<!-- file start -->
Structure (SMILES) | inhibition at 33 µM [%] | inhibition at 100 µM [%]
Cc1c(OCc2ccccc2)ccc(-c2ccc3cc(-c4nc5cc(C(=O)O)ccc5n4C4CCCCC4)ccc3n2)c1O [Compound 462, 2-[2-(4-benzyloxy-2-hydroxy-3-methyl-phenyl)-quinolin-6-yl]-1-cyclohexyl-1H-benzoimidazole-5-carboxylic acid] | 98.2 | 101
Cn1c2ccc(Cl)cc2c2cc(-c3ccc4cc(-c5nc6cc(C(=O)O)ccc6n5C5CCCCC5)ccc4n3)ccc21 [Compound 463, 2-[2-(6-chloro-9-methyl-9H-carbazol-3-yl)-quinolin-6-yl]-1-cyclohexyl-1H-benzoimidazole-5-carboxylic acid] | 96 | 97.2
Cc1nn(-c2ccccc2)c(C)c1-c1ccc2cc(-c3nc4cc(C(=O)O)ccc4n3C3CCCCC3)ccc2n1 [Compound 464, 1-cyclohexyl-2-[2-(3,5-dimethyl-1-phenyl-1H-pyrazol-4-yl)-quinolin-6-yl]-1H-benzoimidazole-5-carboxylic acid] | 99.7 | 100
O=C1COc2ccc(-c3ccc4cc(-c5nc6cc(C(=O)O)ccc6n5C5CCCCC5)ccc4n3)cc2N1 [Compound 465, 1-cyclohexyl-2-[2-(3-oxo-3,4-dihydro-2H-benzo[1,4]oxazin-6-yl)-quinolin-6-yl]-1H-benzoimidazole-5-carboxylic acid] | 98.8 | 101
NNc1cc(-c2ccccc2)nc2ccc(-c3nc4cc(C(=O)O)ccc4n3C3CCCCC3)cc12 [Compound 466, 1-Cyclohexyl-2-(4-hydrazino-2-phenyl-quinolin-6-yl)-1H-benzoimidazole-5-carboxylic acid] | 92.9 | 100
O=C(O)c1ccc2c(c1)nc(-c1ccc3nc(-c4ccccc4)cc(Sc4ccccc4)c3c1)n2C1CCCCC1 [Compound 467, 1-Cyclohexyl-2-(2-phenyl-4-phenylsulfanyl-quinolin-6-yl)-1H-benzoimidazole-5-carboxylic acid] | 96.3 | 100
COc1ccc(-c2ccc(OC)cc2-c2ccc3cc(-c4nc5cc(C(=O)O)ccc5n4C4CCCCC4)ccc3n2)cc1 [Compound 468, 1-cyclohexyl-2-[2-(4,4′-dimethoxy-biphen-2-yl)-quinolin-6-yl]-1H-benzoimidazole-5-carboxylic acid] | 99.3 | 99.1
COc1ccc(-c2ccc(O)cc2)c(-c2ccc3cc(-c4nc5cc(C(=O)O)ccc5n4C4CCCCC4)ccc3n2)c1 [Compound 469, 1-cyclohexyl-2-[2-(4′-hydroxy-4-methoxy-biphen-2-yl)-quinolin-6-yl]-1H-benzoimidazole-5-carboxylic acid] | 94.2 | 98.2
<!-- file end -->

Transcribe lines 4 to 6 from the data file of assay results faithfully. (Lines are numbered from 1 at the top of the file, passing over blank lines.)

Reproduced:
Cc1nn(-c2ccccc2)c(C)c1-c1ccc2cc(-c3nc4cc(C(=O)O)ccc4n3C3CCCCC3)ccc2n1 [Compound 464, 1-cyclohexyl-2-[2-(3,5-dimethyl-1-phenyl-1H-pyrazol-4-yl)-quinolin-6-yl]-1H-benzoimidazole-5-carboxylic acid] | 99.7 | 100
O=C1COc2ccc(-c3ccc4cc(-c5nc6cc(C(=O)O)ccc6n5C5CCCCC5)ccc4n3)cc2N1 [Compound 465, 1-cyclohexyl-2-[2-(3-oxo-3,4-dihydro-2H-benzo[1,4]oxazin-6-yl)-quinolin-6-yl]-1H-benzoimidazole-5-carboxylic acid] | 98.8 | 101
NNc1cc(-c2ccccc2)nc2ccc(-c3nc4cc(C(=O)O)ccc4n3C3CCCCC3)cc12 [Compound 466, 1-Cyclohexyl-2-(4-hydrazino-2-phenyl-quinolin-6-yl)-1H-benzoimidazole-5-carboxylic acid] | 92.9 | 100